Karst Topography and Sinkholes

A sinkhole measuring 150 feet wide and about 60 feet deep is shown June 12, 2002 a day after it opened near the Woodhill Apartments in Orlando, Florida. The sinkhole swallowed trees, pipelines and a section of sidewalk.

Limestone, with its high calcium carbonate content, is easily dissolved in the acids produced by organic materials. About 10% of the earth's land (and 15% of the United States') surface consists of soluble limestone, which can be easily dissolved by the weak solution of carbonic acid found in underground water.

When limestone interacts with underground water, the water dissolves the limestone to form karst topography - an amalgamation of caves, underground channels, and a rough and bumpy ground surface.

Karst topography is named for the Kras plateau region of eastern Italy and western Slovenia (Kras is Karst in German for "barren land").

The underground water of karst topography carves our impressive channels and caves that are susceptible to collapse from the surface. When enough limestone is eroded from underground, a sinkhole (also called a doline) may develop. Sinkholes are depressions that form when a portion of the lithosphere below is eroded away.

Sinkholes can range in size from a few feet or meters to over 100 meters (300 feet) deep. They've been known to "swallow" cars, homes, businesses, and other structures. Sinkholes are common in Florida where they're often caused by the loss of groundwater from pumping.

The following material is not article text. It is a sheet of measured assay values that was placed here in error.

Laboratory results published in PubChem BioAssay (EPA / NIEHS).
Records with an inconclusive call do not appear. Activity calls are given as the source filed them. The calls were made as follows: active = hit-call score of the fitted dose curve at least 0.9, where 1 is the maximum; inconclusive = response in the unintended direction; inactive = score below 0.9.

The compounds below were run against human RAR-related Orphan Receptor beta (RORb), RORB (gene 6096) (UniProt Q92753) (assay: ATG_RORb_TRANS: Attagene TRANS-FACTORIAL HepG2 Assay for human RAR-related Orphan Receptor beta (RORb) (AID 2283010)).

A sinkhole can even collapse through the roof of an underground cavern and form what's known as a collapse sinkhole, which can become a portal into a deep underground cavern.

While there are caverns located around the world, not all have been explored. Many still elude spelunkers as there is no opening to the cave from the earth's surface.

Inside karst caves, one might find a wide range of speleothems - structures created by the deposition of slowly dripping calcium carbonate solutions.

Dripstones provide the point where slowly dripping water turns into stalactites (those structures which hang from the ceilings of caverns), over thousands of years which drip onto the ground, slowly forming stalagmites. When stalactites and stalagmites meet, they forum cohesive columns of rock. Tourists flock to caverns where beautiful displays of stalactites, stalagmites, columns, and other stunning images of karst topography can be seen.

Karst topography forms the world's longest cave system - the Mammoth Cave system of Kentucky is over 350 miles (560 km) long. Karst topography can also be found extensively in the Shan Plateau of China, Nullarbor Region of Australia, the Atlas Mountains of northern Africa, the Appalachian Mountains of the U.S., Belo Horizonte of Brazil, and the Carpathian Basin of Southern Europe.